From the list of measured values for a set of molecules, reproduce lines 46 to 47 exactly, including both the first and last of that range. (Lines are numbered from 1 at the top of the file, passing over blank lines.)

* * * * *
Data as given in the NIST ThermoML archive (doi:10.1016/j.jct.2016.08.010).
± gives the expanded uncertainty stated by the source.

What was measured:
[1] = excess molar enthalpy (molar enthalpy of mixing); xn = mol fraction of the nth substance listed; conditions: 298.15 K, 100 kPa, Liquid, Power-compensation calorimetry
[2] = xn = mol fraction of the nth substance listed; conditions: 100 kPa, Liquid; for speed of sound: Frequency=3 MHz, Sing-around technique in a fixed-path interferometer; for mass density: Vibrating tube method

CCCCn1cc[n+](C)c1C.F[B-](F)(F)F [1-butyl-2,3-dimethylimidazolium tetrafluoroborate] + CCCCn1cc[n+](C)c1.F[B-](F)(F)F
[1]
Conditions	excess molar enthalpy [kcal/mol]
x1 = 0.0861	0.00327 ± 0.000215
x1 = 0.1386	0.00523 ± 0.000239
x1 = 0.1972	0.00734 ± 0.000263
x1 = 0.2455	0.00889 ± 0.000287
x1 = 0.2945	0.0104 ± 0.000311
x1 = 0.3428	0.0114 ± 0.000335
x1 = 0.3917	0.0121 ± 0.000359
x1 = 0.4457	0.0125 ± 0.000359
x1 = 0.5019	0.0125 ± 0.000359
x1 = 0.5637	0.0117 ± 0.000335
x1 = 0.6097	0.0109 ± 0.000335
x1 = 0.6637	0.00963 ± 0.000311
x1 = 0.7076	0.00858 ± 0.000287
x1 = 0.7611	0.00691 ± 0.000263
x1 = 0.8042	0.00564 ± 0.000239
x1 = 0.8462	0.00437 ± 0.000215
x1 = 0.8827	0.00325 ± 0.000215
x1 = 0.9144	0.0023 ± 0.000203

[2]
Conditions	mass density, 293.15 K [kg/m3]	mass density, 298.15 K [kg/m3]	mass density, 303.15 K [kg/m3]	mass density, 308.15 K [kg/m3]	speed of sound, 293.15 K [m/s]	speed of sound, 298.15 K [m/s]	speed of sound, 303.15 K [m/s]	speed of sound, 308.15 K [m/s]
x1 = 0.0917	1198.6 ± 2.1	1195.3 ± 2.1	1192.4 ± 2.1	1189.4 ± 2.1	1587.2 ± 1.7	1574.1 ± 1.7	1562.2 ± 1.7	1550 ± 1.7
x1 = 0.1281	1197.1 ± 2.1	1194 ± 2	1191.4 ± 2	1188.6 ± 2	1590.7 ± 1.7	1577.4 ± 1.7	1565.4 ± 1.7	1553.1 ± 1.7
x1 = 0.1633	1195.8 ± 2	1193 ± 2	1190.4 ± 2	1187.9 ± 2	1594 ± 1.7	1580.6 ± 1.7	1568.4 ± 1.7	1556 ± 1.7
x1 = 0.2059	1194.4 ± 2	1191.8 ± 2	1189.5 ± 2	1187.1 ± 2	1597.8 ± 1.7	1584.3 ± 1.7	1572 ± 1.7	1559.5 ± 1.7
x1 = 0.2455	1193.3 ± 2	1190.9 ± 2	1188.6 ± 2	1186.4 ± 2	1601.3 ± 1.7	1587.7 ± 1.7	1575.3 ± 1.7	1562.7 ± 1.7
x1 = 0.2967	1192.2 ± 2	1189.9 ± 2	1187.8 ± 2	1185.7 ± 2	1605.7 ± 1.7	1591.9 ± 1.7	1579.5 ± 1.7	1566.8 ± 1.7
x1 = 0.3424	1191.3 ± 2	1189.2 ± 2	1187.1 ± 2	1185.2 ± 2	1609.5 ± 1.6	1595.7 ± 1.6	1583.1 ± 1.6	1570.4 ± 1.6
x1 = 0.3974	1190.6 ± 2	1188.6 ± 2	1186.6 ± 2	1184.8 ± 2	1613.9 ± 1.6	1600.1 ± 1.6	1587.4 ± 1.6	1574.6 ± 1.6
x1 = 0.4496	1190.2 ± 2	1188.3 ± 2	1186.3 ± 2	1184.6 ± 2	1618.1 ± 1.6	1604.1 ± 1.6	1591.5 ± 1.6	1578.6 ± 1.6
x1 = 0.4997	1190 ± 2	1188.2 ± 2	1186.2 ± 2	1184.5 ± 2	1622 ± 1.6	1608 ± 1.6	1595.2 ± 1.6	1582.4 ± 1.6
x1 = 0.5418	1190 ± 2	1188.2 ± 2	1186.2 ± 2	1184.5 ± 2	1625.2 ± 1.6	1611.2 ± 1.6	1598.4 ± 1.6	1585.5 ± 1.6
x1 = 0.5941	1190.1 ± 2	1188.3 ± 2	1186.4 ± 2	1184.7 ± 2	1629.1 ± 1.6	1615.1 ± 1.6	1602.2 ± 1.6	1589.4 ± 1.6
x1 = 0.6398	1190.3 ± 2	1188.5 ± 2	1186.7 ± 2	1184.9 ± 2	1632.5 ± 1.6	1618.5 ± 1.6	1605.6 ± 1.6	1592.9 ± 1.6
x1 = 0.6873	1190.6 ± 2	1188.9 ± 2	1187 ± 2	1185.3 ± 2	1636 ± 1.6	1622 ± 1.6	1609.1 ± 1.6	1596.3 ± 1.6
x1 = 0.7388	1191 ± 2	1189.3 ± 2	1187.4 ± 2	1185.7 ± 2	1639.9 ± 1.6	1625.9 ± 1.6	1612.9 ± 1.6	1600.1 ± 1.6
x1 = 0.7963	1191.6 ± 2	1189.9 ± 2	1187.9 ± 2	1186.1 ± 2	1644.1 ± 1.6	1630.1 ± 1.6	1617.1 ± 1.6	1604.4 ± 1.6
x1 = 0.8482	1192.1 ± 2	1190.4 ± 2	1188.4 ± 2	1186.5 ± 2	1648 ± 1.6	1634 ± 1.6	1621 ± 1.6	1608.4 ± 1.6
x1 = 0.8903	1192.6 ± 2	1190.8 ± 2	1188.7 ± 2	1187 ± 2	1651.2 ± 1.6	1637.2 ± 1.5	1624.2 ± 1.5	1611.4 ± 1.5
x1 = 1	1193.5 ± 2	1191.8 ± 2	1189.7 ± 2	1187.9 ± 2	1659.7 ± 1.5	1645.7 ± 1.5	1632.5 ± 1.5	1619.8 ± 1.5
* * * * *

x1 = 0.8903	1192.6 ± 2	1190.8 ± 2	1188.7 ± 2	1187 ± 2	1651.2 ± 1.6	1637.2 ± 1.5	1624.2 ± 1.5	1611.4 ± 1.5
x1 = 1	1193.5 ± 2	1191.8 ± 2	1189.7 ± 2	1187.9 ± 2	1659.7 ± 1.5	1645.7 ± 1.5	1632.5 ± 1.5	1619.8 ± 1.5